Ahhhh, young love. Or was it? A fourteen year old bride. A fifteen year old groom. At the hands of the matchmaker of matchmakers, young Princess Louise of Baden was fixed up with Grand Duke Alexander Pavlovich of Russia, the future Tsar Alexander I, by his grandmother, Catherine the Great. And the granddaughter-in-law, who would come to be known as Elizabeth Alexeievna, of a powerful royal woman would of course have amazing jewelry. I think it’s safe to say that Elizabeth Alexeievna’s Diamond Kokoshnik fits the bill.
Poor Princess Louise. She was chosen by a powerful woman to marry into a royal family, to ensure a continued geographical alliance. She gave up her name, becoming instead Elizabeth Alexeievna. She gave up her religion, converting to follow the Russian Orthodox church. And she gave up her native tongue, instead learning and speaking Russian. She was not loved by her Romanov relations, nor was she favored by her newly adopted country. One would have hoped that after all of that, her marriage would have been a happy one. And it seems, for a few years at least, that it was. But it was not to stay that way.
Depending on to what account you listen, Elizabeth may have been the first to take a lover, Adam Czartoryski, who just so happened to be her husband’s best friend. Her father-in-law was not the only one surprised, although he may have been the only one bold enough to comment, when Elizabeth gave birth to a dark haired little girl towards the end of her three year relationship with Adam. Both the Empress and her husband, the future Tzar, were blondes. Adam was not.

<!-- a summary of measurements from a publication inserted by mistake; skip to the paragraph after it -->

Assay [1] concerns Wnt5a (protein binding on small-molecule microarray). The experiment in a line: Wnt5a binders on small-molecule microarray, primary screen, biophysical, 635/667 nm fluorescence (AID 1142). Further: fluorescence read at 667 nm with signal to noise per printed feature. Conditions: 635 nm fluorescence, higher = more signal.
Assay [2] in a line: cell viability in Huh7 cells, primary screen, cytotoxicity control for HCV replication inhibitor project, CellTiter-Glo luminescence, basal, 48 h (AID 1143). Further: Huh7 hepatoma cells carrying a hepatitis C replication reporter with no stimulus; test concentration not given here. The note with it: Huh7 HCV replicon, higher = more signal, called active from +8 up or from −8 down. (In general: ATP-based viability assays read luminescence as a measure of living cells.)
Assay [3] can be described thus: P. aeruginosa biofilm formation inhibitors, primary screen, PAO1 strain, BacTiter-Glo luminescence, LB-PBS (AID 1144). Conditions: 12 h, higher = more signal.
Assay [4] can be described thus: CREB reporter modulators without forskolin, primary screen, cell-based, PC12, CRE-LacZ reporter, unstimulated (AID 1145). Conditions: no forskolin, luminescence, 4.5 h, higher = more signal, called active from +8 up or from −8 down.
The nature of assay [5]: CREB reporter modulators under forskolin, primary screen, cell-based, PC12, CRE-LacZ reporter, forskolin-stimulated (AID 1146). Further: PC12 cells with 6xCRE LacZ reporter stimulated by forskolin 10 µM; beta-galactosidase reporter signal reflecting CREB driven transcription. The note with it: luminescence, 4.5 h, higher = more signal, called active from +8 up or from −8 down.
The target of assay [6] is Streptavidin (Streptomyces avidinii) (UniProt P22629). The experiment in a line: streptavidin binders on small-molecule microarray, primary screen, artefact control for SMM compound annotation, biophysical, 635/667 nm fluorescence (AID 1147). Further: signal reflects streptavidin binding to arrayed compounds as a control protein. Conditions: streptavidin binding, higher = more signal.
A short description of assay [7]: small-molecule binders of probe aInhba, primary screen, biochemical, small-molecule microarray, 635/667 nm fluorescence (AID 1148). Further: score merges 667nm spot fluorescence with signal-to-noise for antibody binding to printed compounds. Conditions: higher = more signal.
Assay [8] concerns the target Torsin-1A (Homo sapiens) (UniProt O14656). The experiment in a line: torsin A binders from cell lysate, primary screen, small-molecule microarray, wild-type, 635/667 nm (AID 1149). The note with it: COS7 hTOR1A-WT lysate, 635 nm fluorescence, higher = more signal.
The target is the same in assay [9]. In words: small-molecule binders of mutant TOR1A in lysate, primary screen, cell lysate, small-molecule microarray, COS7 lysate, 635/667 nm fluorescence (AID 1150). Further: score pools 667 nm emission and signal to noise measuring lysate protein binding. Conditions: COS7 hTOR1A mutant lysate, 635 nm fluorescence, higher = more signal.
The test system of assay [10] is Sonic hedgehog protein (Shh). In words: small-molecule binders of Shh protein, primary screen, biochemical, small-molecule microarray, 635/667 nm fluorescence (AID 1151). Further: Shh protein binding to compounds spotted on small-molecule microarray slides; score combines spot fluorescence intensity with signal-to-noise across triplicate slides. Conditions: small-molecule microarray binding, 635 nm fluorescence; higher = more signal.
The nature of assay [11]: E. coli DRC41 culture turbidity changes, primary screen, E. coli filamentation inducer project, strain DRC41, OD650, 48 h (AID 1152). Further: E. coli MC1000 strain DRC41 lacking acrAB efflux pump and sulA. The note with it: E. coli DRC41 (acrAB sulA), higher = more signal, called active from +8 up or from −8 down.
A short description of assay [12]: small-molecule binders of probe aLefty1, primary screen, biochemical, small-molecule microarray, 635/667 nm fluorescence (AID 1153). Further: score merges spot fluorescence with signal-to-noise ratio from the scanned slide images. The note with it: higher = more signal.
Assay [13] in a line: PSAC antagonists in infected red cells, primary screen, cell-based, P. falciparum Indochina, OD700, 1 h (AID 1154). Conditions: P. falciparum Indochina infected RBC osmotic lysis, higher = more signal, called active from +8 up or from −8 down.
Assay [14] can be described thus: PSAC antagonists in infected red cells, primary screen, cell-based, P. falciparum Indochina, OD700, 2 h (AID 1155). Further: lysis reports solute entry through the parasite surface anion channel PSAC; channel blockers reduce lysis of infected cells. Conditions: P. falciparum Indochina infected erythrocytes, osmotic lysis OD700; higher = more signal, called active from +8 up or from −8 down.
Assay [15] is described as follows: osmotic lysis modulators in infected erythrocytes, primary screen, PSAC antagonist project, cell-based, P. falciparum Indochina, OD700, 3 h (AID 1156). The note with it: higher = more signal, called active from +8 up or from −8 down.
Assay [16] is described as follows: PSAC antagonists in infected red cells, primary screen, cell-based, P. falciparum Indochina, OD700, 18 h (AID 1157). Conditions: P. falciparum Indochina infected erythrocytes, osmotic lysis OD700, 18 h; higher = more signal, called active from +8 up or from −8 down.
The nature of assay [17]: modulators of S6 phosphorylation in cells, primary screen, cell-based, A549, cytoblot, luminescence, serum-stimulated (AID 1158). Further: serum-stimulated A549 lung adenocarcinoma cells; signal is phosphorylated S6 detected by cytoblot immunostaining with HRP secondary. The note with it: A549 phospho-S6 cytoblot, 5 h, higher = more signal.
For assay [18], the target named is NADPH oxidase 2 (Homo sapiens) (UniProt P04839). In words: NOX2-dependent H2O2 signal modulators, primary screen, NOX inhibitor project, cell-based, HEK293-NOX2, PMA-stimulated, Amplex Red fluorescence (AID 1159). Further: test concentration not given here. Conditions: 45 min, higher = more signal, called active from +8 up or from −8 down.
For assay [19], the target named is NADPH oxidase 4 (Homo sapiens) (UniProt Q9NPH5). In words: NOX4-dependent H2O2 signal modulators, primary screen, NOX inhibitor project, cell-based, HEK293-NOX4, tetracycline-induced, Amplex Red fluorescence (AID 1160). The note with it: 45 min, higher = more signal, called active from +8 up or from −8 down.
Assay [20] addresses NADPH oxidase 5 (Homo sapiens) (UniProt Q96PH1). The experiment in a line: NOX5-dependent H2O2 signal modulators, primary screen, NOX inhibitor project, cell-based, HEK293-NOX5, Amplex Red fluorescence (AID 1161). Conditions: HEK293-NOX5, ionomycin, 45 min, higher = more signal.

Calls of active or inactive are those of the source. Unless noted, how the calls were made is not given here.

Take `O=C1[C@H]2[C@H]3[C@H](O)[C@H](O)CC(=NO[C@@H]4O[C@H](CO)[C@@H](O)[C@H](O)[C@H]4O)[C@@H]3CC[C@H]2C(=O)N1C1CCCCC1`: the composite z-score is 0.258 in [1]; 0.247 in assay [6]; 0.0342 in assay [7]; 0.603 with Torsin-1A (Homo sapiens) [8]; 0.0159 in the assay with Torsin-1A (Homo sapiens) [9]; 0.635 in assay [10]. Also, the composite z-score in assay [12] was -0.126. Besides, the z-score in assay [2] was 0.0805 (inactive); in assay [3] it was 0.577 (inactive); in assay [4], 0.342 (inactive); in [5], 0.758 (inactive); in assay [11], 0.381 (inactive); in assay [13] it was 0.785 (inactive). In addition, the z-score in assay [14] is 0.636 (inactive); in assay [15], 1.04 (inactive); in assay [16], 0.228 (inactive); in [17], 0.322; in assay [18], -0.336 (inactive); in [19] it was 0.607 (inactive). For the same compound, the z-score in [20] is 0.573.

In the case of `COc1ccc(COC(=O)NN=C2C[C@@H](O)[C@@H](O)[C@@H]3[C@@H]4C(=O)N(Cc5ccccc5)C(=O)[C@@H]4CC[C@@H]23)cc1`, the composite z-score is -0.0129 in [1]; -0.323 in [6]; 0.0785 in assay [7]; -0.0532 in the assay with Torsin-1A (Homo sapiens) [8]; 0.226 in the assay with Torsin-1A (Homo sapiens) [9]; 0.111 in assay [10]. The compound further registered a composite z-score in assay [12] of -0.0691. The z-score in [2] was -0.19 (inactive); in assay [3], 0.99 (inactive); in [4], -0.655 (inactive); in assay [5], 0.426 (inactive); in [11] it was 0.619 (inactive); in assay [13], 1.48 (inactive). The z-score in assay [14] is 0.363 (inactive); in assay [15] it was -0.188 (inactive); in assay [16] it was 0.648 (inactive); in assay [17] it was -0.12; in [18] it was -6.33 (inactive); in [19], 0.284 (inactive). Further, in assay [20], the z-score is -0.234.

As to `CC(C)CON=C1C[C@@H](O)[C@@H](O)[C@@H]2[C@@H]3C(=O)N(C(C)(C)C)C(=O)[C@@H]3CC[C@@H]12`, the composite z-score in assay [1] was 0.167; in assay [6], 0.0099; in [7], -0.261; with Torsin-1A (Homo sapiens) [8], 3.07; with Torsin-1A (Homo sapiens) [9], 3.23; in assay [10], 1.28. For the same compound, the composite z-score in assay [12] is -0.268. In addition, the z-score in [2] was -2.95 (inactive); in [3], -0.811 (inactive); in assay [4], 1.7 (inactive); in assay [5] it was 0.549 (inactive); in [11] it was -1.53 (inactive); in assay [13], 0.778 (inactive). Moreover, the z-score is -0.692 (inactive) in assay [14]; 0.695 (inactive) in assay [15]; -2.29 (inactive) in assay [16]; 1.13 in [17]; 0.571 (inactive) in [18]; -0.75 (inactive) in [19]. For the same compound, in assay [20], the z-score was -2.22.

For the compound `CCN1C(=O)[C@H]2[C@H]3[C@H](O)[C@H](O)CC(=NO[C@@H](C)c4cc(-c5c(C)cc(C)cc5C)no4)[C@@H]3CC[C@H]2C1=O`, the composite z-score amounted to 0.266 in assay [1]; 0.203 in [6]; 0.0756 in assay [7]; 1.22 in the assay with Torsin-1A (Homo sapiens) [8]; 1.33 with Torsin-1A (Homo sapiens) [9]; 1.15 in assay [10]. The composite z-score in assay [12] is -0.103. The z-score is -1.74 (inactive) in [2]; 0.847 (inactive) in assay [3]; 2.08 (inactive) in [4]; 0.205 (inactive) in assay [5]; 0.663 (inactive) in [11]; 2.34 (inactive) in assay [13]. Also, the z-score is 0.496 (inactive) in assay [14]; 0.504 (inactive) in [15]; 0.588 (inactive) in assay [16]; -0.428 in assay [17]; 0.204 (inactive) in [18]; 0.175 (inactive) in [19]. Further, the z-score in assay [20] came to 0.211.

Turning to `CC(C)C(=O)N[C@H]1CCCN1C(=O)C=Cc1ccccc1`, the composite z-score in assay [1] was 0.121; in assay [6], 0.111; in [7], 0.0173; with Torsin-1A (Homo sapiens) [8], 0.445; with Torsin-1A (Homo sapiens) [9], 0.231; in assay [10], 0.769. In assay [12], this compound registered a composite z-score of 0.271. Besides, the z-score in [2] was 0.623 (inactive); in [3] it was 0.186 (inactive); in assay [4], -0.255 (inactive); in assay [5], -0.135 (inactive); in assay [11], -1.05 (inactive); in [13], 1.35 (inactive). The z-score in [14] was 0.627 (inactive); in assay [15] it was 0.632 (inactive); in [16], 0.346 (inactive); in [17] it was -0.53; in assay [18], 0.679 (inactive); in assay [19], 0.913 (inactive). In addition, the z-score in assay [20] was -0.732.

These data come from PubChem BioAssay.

Perhaps it was Alexander who strayed first. It’s well documented that he all but abandoned his wife, living elsewhere and taking several lovers. They weren’t even living together when Elizabeth had a second daughter, who also died early, living only to the age of 15 months. Although not likely his, Alexander officially recognized the girl. But it wasn’t until years later, after an illegitimate daughter of his own had died and he found religion, that husband and wife again reunited. But, theirs was not a love to last, as both experienced health problems and died within six months of one another. Elizabeth was merely 47 years of age.
But the diamond tiara created for Elizabeth in the early 1800s lived on. Two rows of large pear shaped stones, divided by a band of smaller diamonds and below tightly held rays of diamonds beaming skyward, centered with one very large round diamond. The bottom most row of pear shaped stones were “en Tremblant” and must certainly have sparkled like tiny disco balls in the candlelight. Almost a century after it could have last been worn by Elizabeth, the tiara was photographed on the head of Alexandra Feodorovna the wife of Nicholas II. Later it was confiscated by the Bolsheviks and put on display, only to then disappear for good. What came to be of Elizabeth Alexeievna’s Diamond Kokoshnik? Is it in the vaults of the Kremlin? Was it dismantled and broken up? Or does it sit in the collection of a wealthy heiress, unseen all these years? Which story do you like best or do you have a theory of your own? I want to hear all about it!